Friday, March 12, 2004

Neighbors briefs



Park-and-ride gains 80 spots at church lot

ANDERSON TWP. - Metro officials are urging commuters who use park-and-ride service to park at Parkside Christian Church, 6986 Salem Road.

This month, Metro's park-and-ride temporarily lost about 300 spots for riders. Metro has secured 80 parking spots at the church.

More may be available at the church soon.

Metro and township officials are scrambling to find a temporary location for cars until a $2.5 million transit center opens behind the former Beechmont Mall later this year.

Township to prune, remove, replace trees

COLUMBIA TWP. - In the first step of a five-year tree maintenance plan, the township has decided to spend $6,700 to prune 71 trees and remove and replace 10 trees in the Ridgewood subdivision.

The workers will grind up the stumps of the 10 trees that will be removed. Village Administrator C. Michael Lemon said this program will improve the appearance of the township and will reduce the amount of fallen branches.

The township hired an arborist to inspect the trees in Ridgewood and recommend a maintenance program.

Mason's Snider Road cul-de-sacs rejected

MASON - City Council has denied a developer's request to end both parts of Snider Road in cul-de-sacs instead of connecting the two stub roadways that share the same name.

Council members argued that the cul-de-sac idea does not follow the preliminary plat, approved in 1999, which shows Snider Road running from Tylersville Road to Reading Road (U.S. 42).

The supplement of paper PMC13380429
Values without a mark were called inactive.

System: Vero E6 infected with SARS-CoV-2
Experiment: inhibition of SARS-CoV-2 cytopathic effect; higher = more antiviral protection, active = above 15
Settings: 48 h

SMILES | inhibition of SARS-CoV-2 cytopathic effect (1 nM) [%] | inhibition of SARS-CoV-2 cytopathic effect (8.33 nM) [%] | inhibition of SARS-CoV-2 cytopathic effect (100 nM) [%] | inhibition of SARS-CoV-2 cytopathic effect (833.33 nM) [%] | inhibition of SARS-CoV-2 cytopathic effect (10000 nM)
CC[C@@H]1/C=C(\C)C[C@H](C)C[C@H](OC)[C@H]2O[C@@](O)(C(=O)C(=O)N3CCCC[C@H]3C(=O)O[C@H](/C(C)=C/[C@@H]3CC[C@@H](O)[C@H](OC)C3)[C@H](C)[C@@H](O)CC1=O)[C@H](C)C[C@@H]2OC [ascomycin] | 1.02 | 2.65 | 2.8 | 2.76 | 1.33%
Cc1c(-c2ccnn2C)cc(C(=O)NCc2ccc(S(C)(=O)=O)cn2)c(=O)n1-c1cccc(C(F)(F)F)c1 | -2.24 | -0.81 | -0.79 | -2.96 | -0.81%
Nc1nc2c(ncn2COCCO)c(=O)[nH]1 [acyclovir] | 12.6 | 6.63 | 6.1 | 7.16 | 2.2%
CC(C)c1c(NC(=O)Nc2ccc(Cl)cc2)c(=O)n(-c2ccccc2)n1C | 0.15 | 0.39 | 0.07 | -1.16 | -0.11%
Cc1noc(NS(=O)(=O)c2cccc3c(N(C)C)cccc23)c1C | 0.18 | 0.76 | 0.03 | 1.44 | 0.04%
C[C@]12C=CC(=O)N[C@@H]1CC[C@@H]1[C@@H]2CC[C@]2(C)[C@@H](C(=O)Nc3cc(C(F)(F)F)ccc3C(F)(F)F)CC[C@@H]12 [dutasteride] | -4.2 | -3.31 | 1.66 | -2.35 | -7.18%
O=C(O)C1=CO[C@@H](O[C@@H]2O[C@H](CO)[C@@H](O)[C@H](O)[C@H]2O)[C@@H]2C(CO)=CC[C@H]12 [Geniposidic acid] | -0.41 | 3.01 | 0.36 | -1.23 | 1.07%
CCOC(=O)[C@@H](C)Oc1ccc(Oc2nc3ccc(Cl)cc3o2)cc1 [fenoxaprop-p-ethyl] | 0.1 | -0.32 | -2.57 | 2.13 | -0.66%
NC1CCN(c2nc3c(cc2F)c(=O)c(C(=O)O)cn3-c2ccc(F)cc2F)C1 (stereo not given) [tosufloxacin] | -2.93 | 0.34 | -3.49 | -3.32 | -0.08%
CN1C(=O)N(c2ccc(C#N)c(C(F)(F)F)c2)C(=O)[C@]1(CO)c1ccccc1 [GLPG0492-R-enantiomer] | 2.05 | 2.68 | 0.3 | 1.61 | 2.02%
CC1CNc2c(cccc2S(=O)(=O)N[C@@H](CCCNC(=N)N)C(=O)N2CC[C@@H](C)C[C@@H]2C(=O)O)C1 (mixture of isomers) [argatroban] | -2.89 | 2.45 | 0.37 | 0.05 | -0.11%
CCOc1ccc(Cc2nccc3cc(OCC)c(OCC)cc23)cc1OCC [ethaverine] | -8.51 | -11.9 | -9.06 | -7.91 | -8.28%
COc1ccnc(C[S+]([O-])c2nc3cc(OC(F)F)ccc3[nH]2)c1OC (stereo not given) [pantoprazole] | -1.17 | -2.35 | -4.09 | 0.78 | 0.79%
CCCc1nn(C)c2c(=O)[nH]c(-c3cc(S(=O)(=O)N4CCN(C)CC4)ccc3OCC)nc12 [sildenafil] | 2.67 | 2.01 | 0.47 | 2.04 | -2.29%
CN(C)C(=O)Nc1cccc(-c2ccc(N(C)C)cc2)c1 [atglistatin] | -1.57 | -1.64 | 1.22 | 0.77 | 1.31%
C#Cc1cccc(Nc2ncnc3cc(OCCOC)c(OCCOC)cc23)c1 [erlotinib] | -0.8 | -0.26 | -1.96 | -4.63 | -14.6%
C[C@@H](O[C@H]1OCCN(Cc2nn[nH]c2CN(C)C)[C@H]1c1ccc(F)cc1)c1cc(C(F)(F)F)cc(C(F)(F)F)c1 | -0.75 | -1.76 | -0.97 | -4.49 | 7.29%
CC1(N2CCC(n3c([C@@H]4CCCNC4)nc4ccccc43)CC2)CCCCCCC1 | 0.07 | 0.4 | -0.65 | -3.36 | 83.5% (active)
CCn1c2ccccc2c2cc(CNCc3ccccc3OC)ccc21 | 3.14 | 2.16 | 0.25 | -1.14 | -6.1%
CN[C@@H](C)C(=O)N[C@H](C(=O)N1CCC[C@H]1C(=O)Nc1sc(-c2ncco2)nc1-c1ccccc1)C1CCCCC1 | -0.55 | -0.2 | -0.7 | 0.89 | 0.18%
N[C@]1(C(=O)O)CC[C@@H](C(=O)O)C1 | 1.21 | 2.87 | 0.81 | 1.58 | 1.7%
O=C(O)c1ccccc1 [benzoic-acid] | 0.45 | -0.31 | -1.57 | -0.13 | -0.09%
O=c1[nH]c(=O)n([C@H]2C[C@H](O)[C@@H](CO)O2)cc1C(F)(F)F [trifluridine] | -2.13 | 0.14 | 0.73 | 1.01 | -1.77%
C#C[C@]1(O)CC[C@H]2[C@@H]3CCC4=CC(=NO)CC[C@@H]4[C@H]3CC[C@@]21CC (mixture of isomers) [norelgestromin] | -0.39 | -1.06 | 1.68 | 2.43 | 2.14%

Workshop to discuss employment for felons

WEST END - Employment for convicted felons will be the topic of a workshop April 3 by the Cincinnati-Hamilton County Community Action Agency.

The event will attempt to bring together probation officers, employers, unions and social workers to develop a regional job plan for former prison inmates. Reginald A. Wilkinson, director of the Ohio Department of Rehabilitation and Correction, will give a keynote speech.

"I'm not here to say everyone wants a second chance, but there are many who do," said Cincinnati Vice Mayor Alicia Reece, a co-chair of the event.

"Somebody who did something stupid at the age of 18, and is now 28 - he needs a job to support his family."




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